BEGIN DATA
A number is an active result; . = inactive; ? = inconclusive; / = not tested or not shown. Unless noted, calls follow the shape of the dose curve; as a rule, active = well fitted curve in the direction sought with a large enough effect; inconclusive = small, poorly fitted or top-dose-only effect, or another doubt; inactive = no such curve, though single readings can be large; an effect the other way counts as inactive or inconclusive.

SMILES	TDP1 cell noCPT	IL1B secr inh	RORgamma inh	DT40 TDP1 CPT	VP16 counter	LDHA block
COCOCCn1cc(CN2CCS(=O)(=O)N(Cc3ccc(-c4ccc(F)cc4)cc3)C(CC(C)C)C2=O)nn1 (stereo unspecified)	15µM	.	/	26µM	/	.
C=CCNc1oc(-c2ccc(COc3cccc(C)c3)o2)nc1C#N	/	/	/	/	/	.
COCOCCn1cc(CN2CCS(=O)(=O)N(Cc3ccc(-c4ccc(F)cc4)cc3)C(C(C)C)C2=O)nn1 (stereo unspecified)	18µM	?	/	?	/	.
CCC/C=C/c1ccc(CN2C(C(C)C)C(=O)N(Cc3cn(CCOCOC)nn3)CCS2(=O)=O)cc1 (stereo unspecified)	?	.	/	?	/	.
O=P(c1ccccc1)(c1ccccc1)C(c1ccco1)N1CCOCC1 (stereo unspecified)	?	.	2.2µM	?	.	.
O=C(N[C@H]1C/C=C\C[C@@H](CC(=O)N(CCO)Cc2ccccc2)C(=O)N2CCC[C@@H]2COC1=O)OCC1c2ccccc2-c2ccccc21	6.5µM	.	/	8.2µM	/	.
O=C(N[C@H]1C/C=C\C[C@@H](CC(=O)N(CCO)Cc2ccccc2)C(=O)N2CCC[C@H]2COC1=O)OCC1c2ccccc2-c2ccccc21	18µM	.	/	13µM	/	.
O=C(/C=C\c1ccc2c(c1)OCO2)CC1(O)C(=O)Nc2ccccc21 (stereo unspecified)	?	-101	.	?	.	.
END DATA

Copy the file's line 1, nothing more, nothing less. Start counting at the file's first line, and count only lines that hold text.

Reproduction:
A number is an active result; . = inactive; ? = inconclusive; / = not tested or not shown. Unless noted, calls follow the shape of the dose curve; as a rule, active = well fitted curve in the direction sought with a large enough effect; inconclusive = small, poorly fitted or top-dose-only effect, or another doubt; inactive = no such curve, though single readings can be large; an effect the other way counts as inactive or inconclusive.